The handshake is used as a greeting throughout the world. In western countries it’s the standard, and in other countries it has replaced the more traditional greeting. For countries that may use the handshake, in addition to a traditional greeting, it is nice to know both. Then, when greeting the other person, pause and wait for a clue as to which greeting you should use.

Men are safe in extending a hand to another man. However, the rules may change when a man greets a woman; or a woman greets a man, or even another woman. Following are several tips that will simplify the greeting and give you some helpful information.

- Germany and the United States have firm handshakes, with the German being very brief and the US being about three to four seconds

- France, Guatemala, and Japan have more limp handshakes

- Singapore has a longer handshake (10+ seconds)

- Women should be the first to offer a hand for a handshake in New Zealand, Singapore, South Korea, or Taiwan

- In South Korea, more respect is shown by cupping your left hand under your right forearm, as if supporting your right forearm during the hand shake

- A traditional bow may be used in China, Hong Kong, or Japan

- Traditional greeting in India is namaste -place the hands in a praying position, palms together with the fingers just beneath the chin, bow and say namaste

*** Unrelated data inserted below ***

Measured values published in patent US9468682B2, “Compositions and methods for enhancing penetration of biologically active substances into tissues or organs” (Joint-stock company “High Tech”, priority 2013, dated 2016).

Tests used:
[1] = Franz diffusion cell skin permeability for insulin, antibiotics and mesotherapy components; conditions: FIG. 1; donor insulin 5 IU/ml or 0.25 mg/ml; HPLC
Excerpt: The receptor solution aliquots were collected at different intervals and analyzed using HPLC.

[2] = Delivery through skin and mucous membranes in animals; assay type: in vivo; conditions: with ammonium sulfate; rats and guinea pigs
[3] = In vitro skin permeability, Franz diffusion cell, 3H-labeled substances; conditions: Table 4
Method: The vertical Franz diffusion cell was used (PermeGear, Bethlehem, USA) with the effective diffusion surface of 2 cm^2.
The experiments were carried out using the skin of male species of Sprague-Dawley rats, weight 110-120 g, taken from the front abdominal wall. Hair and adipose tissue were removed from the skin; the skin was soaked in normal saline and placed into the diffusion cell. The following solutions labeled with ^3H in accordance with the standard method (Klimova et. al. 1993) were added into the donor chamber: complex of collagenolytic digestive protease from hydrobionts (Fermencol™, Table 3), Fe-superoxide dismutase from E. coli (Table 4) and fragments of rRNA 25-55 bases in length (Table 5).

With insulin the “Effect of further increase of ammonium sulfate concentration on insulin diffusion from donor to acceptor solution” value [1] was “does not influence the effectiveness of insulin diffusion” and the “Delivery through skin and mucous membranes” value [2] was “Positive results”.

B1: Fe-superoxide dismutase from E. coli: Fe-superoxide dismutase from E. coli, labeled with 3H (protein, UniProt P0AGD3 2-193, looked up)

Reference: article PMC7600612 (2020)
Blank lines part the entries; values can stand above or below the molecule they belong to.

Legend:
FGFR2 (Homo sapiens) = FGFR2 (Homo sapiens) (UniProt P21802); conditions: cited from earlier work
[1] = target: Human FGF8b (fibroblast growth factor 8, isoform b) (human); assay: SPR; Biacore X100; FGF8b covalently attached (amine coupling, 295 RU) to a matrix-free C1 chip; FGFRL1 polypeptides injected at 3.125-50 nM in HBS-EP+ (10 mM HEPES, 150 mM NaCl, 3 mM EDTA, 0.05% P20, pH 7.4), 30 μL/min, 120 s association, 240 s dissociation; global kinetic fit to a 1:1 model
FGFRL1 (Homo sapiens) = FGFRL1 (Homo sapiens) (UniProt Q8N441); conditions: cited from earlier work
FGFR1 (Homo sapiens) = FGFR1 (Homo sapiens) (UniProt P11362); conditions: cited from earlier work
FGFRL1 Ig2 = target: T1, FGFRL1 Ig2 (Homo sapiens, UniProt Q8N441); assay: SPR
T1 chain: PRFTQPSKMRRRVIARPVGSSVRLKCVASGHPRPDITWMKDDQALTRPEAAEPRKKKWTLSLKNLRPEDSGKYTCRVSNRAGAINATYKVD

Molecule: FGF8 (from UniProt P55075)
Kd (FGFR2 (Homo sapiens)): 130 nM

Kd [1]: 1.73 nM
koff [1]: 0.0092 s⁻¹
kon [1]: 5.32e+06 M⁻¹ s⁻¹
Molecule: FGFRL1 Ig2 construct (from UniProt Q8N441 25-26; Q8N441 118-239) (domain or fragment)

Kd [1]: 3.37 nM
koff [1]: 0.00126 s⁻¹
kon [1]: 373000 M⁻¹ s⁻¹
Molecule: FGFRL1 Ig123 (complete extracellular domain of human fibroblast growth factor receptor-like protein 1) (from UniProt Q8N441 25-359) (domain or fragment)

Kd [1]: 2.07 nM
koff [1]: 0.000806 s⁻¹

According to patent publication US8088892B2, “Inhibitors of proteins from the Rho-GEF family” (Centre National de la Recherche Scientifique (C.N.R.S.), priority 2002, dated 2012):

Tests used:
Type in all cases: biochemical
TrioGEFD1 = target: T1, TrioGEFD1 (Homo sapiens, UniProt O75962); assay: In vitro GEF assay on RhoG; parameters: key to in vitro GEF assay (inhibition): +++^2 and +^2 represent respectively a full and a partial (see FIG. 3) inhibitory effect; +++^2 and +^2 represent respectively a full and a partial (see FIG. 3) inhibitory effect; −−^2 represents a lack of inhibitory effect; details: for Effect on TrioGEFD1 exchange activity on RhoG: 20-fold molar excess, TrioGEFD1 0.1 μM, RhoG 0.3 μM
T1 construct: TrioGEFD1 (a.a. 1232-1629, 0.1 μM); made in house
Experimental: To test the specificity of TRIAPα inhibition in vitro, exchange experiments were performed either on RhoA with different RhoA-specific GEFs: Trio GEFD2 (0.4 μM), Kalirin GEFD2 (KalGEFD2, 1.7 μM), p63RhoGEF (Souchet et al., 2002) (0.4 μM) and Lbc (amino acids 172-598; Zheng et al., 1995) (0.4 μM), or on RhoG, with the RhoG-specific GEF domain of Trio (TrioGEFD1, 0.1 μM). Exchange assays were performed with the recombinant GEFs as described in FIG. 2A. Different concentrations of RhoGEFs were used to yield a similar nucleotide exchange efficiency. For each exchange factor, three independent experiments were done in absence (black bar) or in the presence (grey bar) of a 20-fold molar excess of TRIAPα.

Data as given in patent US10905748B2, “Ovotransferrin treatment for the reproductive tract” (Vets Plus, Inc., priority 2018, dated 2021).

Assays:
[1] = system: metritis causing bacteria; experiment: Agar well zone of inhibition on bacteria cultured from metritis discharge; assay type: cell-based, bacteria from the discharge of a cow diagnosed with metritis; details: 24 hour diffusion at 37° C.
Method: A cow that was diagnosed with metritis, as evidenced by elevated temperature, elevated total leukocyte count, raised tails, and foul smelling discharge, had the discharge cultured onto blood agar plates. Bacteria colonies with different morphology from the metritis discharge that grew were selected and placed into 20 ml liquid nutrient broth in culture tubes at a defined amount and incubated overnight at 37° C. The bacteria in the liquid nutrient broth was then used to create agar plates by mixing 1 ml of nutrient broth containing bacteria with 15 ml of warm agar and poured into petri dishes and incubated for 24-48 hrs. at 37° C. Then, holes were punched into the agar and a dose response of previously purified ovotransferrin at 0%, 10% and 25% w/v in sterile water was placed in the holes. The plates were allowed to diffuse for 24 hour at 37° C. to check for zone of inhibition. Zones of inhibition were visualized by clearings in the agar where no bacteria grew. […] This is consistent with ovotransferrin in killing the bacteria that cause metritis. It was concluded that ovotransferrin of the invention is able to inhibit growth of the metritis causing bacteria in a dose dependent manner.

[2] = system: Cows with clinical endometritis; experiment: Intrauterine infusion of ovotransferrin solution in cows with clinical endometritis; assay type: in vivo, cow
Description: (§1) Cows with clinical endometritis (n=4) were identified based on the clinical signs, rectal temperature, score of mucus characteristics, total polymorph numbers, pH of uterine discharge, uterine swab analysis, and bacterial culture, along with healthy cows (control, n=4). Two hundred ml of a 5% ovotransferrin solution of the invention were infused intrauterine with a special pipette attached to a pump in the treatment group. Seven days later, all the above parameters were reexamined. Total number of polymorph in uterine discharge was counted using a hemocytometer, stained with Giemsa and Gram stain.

- Traditional greeting in Thailand places the hands, palms together, in front of the chin, bow the head to touch the top of the fingers, and say Wai

- Women may greet other women by patting the right forearm or shoulder in Chile, Costa Rica, El Salvador, Honduras, Mexico, Nicaragua, or Panama

- Countries with Hindu and Muslim religions forbid public contact between men and women. When in these countries, follow your host’s cue to determine if religious tradition will be followed.

- Women should wait for a man to offer his hand first in a Hindu or Muslim country, if a western handshake is going to be used

As you can see from this list, even people in countries that have religious beliefs forbidding public contact between men and women may use the handshake as a business greeting when meeting a businessman or businesswoman.

To be professional each time you meet with people from countries or cultures that have these strong religious beliefs, don’t assume the handshake will be the appropriate greeting. Anticipate the situation and what greeting options may be needed. Then in a relaxed and confident manner, follow the clue from the meeting’s host.

Send us your

If you've enjoyed this newsletter, please forward it to a friend! Subscribe Today!

About the International Business Center newsletter
The IBC Newsletter is sent monthly to international executives, managers, supervisors, and international business school students. The Newsletter focuses on issues, information, and trends of importance to conducting business on a Global perspective.

This Newsletter is sent only to those who request it. If you have received this Newsletter and do not believe you requested it, please use this link to stop delivery.

For more information and resources for Global Business visit our website at: International Business Center